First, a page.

As communities around the world continue to receive record-setting numbers of newcomers fleeing armed conflict, schools play a central role in supporting these families through the challenges of adjustment. Policymakers and educators in several high-income countries have begun to invest in efforts to support these young forced migrants not only academically, but also socially and emotionally. This study reviews the published and grey literature on 20 school-based programs aimed at improving the mental health and psychosocial wellbeing of adolescent forced migrants in high-income countries from 2000 to 2019. This review seeks to inform a more comprehensive and detailed understanding of the types of program options available to schools, while also identifying gaps in the current literature related to factors influencing program implementation. We find several common approaches and challenges to supporting adolescent forced migrants, as well as their families, communities, schools, and service providers. The reviewed programs faced recurring challenges related to intercultural exchange, gaining access to communities, promoting care-seeking, school capacity limitations, and sustainability. The lessons learned from these programs indicate that several steps can be taken to mitigate these challenges, including adapting services to individuals and their contexts, taking a multi-layered approach that addresses multiple levels of young people's social ecologies, and building trusting, collaborative partnerships with schools, communities, and students.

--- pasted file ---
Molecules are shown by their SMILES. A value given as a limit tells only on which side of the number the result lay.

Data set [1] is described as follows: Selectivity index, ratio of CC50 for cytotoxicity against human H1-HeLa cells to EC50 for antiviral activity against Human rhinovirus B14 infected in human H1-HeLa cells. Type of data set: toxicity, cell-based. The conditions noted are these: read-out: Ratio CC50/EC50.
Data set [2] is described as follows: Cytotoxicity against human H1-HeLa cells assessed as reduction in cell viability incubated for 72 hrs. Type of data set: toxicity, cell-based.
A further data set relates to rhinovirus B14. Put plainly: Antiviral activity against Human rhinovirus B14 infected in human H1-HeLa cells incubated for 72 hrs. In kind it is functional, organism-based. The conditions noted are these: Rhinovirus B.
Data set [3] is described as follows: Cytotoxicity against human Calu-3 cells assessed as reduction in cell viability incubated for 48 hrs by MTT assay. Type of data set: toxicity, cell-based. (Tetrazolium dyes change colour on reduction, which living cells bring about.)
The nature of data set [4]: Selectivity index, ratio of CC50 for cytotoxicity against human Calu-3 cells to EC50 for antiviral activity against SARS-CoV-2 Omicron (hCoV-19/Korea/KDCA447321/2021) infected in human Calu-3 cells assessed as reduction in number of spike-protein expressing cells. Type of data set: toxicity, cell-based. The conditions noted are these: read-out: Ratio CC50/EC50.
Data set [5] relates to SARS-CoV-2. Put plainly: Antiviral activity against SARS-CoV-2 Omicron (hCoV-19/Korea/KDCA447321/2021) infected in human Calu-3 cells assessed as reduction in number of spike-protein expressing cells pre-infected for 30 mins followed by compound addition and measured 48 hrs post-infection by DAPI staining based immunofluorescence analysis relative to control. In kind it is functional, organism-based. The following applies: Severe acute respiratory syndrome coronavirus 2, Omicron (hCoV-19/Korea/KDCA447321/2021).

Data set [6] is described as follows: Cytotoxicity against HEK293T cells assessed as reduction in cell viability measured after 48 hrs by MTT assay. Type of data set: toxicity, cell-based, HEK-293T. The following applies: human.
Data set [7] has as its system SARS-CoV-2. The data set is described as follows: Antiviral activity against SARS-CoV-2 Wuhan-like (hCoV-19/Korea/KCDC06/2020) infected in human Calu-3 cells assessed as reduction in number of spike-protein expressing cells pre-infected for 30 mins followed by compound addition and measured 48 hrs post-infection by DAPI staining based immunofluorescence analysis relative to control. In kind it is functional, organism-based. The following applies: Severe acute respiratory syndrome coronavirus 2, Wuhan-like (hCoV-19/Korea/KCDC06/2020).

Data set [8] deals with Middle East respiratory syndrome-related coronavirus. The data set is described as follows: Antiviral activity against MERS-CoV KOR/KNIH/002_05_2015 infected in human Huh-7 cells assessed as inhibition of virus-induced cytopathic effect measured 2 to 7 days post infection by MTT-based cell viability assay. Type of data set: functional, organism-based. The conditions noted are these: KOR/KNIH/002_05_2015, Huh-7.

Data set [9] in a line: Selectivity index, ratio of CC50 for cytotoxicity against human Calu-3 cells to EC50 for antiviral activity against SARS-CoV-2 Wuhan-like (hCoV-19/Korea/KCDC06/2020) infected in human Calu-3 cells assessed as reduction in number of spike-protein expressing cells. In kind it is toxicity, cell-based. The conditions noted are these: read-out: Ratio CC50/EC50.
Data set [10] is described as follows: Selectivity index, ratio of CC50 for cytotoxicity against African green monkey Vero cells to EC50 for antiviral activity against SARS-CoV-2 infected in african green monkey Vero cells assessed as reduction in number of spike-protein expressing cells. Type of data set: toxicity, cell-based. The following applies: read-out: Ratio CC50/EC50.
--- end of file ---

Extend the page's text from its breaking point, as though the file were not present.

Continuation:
Keywords: Armed conflict; Mental health and psychosocial support (MHPSS); Refugee; School; Social and emotional learning.
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